|Schedule and Location:||Wednesday, May 28||1:45pm-3:15pm||Vallee-500|
Primary Session Category: Sociology of Immigration
Session Code: SoImm3
Session Format: Regular (Presentations and Discussion)
Albeit refugee experiences are often different than economic immigrant experiences, the examination of refugee-specific issues is often neglected in larger immigration, multiculturalism, and integration debates. Yet, understanding refugee experiences can provide critical insights into the consequences of broader immigration and integration policies and programs. This session seeks to rectify this through bringing attention to the differential refugee experiences.
This session highlights research in the area refugee children and youth, “illegal” identities and resistance, as well as national and transnational refugee policies and guidelines. The papers presented at this session are both geographically and thematically diverse. Together, they explore the most prominent themes in the scholarship and draw attention to issues of “illegality” and refugeeness in diverse geographies. From identity formation to critiques of responses to the global rise in displacement, the papers provide a critical perspective on refugees, their purported rights in the context of their statelessness, and their exceptional state of rightlessness.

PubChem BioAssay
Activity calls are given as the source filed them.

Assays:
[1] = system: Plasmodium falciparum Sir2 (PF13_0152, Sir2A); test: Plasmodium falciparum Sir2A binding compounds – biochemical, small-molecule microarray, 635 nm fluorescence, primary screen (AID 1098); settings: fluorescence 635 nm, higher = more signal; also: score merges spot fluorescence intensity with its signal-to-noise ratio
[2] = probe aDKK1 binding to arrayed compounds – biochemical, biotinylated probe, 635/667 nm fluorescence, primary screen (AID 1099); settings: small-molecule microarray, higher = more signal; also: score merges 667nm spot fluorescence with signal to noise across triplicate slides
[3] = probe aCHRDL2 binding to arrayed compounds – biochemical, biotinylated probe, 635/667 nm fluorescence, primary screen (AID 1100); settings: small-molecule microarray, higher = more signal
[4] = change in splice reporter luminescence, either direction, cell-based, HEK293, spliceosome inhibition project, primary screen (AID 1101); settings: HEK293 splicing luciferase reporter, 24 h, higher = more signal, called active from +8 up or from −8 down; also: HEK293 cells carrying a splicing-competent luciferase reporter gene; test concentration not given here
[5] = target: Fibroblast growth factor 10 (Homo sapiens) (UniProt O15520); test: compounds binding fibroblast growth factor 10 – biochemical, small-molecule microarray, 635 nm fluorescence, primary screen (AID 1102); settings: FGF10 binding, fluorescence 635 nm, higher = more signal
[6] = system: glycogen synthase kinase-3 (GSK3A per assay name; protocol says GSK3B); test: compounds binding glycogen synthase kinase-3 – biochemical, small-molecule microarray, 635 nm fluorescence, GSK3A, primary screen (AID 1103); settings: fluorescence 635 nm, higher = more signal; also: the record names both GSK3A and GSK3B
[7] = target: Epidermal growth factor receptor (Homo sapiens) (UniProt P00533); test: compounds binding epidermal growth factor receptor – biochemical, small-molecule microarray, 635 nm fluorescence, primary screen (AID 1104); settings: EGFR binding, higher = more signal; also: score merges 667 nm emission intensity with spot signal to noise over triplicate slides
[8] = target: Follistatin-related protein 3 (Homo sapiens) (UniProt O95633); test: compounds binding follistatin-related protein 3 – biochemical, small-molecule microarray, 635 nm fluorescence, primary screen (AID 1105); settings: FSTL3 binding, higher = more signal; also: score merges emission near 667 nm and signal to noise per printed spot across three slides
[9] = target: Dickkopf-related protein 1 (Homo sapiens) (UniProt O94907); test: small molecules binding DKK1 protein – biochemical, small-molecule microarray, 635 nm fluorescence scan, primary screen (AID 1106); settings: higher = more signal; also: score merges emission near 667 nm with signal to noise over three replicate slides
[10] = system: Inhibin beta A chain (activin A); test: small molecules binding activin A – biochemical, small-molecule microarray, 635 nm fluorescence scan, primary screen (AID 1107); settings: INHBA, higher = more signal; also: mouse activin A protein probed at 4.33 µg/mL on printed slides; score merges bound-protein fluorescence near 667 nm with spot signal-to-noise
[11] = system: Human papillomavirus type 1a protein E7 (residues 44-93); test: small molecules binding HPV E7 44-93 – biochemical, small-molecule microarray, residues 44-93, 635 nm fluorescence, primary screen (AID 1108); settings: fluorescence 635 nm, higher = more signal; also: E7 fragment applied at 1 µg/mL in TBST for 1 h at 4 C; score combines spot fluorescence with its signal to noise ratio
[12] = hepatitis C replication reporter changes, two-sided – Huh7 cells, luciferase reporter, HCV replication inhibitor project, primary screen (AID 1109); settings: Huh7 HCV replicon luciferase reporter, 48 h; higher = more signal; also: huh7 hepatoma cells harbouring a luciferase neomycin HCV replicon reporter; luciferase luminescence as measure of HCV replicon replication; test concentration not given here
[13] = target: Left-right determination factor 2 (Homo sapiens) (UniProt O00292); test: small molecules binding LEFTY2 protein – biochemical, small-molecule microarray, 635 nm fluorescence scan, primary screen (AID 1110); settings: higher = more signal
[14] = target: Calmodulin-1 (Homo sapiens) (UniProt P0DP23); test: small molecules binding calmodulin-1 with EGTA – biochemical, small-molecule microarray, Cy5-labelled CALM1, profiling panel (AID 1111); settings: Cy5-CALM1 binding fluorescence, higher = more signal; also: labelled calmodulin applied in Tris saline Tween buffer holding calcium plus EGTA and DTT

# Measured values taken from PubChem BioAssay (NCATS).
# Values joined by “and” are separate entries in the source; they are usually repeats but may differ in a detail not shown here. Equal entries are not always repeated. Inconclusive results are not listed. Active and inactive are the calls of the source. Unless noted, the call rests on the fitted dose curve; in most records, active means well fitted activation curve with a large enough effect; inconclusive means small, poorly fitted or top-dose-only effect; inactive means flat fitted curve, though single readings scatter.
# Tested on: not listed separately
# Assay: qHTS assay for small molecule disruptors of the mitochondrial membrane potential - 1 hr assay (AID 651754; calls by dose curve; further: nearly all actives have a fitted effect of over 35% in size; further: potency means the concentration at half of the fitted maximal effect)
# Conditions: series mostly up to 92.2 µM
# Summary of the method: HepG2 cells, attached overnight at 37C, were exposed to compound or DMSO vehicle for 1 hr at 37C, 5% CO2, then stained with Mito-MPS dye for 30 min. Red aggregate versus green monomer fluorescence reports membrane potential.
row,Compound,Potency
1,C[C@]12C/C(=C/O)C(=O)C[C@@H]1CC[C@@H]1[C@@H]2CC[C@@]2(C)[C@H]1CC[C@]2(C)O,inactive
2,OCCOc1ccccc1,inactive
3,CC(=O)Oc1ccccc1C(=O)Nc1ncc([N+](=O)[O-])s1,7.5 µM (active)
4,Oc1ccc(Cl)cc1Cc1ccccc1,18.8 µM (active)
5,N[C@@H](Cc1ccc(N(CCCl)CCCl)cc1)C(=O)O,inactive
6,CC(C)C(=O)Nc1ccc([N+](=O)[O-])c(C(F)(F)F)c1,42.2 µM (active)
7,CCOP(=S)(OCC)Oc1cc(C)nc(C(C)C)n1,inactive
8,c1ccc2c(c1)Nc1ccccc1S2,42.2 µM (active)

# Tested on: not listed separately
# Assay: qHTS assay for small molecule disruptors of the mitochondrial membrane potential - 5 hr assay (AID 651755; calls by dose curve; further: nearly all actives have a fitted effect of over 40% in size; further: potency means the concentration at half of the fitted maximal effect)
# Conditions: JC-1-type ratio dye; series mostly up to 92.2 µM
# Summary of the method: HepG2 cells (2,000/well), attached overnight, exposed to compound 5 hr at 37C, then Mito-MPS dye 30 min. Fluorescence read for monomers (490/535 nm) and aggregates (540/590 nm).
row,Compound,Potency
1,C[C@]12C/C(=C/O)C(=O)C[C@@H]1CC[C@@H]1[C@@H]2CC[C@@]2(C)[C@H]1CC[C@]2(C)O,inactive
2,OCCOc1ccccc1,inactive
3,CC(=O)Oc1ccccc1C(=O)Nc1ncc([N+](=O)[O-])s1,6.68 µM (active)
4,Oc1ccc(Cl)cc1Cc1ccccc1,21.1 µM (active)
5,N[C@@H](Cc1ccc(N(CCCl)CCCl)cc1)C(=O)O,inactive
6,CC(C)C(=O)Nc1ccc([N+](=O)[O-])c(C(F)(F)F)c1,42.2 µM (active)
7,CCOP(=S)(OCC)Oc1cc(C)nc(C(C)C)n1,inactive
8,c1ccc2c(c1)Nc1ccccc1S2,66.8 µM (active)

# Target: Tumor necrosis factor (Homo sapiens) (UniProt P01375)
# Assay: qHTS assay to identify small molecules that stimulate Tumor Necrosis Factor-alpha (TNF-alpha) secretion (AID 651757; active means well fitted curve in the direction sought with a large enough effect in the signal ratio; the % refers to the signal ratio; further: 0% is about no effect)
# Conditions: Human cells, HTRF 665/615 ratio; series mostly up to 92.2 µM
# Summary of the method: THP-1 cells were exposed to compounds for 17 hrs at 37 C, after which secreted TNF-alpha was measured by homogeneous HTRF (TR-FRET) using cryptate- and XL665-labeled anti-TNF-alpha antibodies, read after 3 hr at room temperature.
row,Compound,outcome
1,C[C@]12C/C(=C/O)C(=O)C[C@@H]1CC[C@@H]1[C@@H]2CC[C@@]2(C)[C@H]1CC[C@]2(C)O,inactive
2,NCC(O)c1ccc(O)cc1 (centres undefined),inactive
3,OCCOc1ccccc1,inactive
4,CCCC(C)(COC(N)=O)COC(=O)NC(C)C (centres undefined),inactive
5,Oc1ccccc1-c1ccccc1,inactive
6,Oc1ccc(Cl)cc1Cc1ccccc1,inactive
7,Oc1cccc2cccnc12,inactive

Azar Masoumi, York University, Sociology, email@example.com
Ishrat Sultana, York University, Sociology
Secil Erdogan-Ertorer, York University, Sociology, firstname.lastname@example.org
1. Dale Ballucci
Rules for Deciding Who to Keep: The Discretionary Power and Variability in Conceptions of Childhood in Canada’s Refugee Guidelines for Children
2. Ishrat Sultana
Rohingya refugees: Rootless identities, statelessness and access to services
3. Marcia Oliver, Suzan Ilcan, Laura Connoy
UNHCR and Protracted Refugee Situations: Empowering Refugees in Uganda’s Nakivale Settlement?